By Kristi Waterworth
Eggplants are certainly not for every gardener, but to those brave souls who love them, the appearance of tiny fruits on young plants is one of the most anticipated moments of early summer. If these plants start to show signs of trouble, like yellow fruit or leaves, knowing how to fix yellow eggplant will keep your harvest on track.
Yellow Eggplant Fruit
Most people think of large, waxy, purple fruits when eggplant comes to mind. Although many eggplants are purple, not every variety produces this iconic fruit color. Eggplant fruits can range in color from pale green to a deep purple that looks black, including many that appear in shades of yellow, or even white. If you’ve never grown a specific variety before, yellow could simply be the color of the fruit on your plant.
Light-colored eggplants are prone to yellowing when they’re approaching an over-ripe state – if this color is appearing on your larger eggplants, but sparing the smaller ones, try harvesting the fruits earlier.
Another common cause of yellowing of eggplants is sunburn, which happens when leaves are damaged or removed, exposing the skin of tender, young fruits to excessive ultraviolet radiation. This damage may appear as cream to tan spots, or might cover the entire exposed surface of the fruit.
Eggplant with Yellow Leaves
Eggplant turning yellow may be indicative of more serious problems, if the yellowing is on leaves. Spider mites and lace bugs can cause yellowing when they feed on plant leaves. As the insect populations increase, these damaged leaves may drop or dry up, leading to sunburn on fruits. Both of these pests can be controlled with a premixed insecticidal soap, applied once a week until all signs of the pests are gone.
Yellowing of leaves is often caused by care problems like irregular watering or a lack of nitrogen in the soil. Plants that aren’t getting enough water may initially wilt during midday, yellowing as the water stress increases. Apply two to four inches of organic mulch and water these plants more frequently, preferably in the morning.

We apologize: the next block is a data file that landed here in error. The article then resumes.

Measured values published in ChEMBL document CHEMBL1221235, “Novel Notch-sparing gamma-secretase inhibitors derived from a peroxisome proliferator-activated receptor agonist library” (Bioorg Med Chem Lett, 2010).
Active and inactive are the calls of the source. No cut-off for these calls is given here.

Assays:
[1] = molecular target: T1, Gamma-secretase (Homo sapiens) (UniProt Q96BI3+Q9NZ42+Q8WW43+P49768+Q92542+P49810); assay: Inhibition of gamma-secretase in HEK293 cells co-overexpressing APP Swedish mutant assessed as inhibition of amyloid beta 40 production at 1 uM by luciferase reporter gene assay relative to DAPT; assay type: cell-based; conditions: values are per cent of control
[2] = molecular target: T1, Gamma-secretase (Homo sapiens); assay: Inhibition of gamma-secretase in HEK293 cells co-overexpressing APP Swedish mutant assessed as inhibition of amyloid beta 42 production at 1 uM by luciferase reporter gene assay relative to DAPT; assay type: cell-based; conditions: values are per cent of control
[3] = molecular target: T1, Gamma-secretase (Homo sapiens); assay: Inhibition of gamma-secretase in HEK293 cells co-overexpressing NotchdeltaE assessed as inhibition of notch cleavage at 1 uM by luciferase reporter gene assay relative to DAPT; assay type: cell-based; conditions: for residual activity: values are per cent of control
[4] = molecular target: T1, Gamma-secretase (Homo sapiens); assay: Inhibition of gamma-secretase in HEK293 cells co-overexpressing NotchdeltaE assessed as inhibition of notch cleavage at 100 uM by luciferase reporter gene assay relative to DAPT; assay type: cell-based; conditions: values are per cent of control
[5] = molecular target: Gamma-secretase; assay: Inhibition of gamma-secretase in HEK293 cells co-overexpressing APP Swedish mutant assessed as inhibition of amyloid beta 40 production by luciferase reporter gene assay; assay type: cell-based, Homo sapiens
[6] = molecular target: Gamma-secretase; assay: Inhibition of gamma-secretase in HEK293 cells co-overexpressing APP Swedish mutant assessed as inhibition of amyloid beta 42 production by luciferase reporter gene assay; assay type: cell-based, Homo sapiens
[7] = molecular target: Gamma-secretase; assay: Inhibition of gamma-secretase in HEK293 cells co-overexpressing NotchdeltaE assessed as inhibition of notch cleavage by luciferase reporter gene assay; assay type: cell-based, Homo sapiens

Eggplants that develop overall yellowing may need nitrogen – a soil test will quickly reveal if this is the situation. A dose of balanced fertilizer, like a 10-10-10, will quickly remedy this situation. If the pH of the soil is too high or low, your plant won’t be able to utilize the nitrogen in the soil, no matter how much you apply, so make sure to test soil pH along with nutrient levels.
Early blight and Verticillium wilt are caused by fungal pathogens that are common in the soil. Both diseases come on suddenly, sometimes only affecting part of the plant at first. Eventually, the yellowing will spread across the entire plant as it dies from an inability to transport nutrients to its tissues. These fungal diseases are difficult or impossible to treat, but copper fungicides and chlorothalonil are labeled for pretreatment for early blight. Crop rotation is effective chemical-free prevention.
Eggplant viruses may cause yellow circles, spots or other irregular patterns on eggplant leaves. Many plant viruses are transmitted by pest insects as they feed, or from plant-to-plant contact via dirty tools. Plant viruses are incurable so be sure to remove infected plants immediately and destroy them to prevent further spread.